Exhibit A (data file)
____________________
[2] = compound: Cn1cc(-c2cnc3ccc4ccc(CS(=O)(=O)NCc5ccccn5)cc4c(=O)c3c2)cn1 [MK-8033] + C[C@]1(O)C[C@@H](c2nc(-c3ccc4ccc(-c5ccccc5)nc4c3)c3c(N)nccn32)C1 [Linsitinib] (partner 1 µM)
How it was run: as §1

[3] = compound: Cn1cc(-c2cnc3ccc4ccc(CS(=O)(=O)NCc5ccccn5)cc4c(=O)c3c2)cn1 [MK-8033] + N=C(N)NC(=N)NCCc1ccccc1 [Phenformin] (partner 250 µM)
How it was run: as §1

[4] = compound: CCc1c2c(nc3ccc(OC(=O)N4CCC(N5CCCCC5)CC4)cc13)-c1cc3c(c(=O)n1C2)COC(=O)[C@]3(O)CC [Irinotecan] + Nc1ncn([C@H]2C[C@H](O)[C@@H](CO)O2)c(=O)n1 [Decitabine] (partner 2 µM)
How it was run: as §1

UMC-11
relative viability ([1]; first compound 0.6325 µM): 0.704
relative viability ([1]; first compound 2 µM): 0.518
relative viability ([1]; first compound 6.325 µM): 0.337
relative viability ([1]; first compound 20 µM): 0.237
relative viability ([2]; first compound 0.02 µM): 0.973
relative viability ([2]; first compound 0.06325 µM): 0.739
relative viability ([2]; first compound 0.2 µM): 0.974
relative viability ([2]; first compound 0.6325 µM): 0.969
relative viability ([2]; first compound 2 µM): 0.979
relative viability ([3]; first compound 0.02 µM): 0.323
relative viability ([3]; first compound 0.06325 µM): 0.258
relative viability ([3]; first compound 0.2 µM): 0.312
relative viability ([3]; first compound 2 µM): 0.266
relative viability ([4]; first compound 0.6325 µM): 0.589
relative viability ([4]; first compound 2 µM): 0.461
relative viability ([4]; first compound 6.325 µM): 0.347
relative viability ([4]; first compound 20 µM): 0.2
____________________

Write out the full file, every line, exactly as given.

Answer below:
[2] = compound: Cn1cc(-c2cnc3ccc4ccc(CS(=O)(=O)NCc5ccccn5)cc4c(=O)c3c2)cn1 [MK-8033] + C[C@]1(O)C[C@@H](c2nc(-c3ccc4ccc(-c5ccccc5)nc4c3)c3c(N)nccn32)C1 [Linsitinib] (partner 1 µM)
How it was run: as §1

[3] = compound: Cn1cc(-c2cnc3ccc4ccc(CS(=O)(=O)NCc5ccccn5)cc4c(=O)c3c2)cn1 [MK-8033] + N=C(N)NC(=N)NCCc1ccccc1 [Phenformin] (partner 250 µM)
How it was run: as §1

[4] = compound: CCc1c2c(nc3ccc(OC(=O)N4CCC(N5CCCCC5)CC4)cc13)-c1cc3c(c(=O)n1C2)COC(=O)[C@]3(O)CC [Irinotecan] + Nc1ncn([C@H]2C[C@H](O)[C@@H](CO)O2)c(=O)n1 [Decitabine] (partner 2 µM)
How it was run: as §1

UMC-11
relative viability ([1]; first compound 0.6325 µM): 0.704
relative viability ([1]; first compound 2 µM): 0.518
relative viability ([1]; first compound 6.325 µM): 0.337
relative viability ([1]; first compound 20 µM): 0.237
relative viability ([2]; first compound 0.02 µM): 0.973
relative viability ([2]; first compound 0.06325 µM): 0.739
relative viability ([2]; first compound 0.2 µM): 0.974
relative viability ([2]; first compound 0.6325 µM): 0.969
relative viability ([2]; first compound 2 µM): 0.979
relative viability ([3]; first compound 0.02 µM): 0.323
relative viability ([3]; first compound 0.06325 µM): 0.258
relative viability ([3]; first compound 0.2 µM): 0.312
relative viability ([3]; first compound 2 µM): 0.266
relative viability ([4]; first compound 0.6325 µM): 0.589
relative viability ([4]; first compound 2 µM): 0.461
relative viability ([4]; first compound 6.325 µM): 0.347
relative viability ([4]; first compound 20 µM): 0.2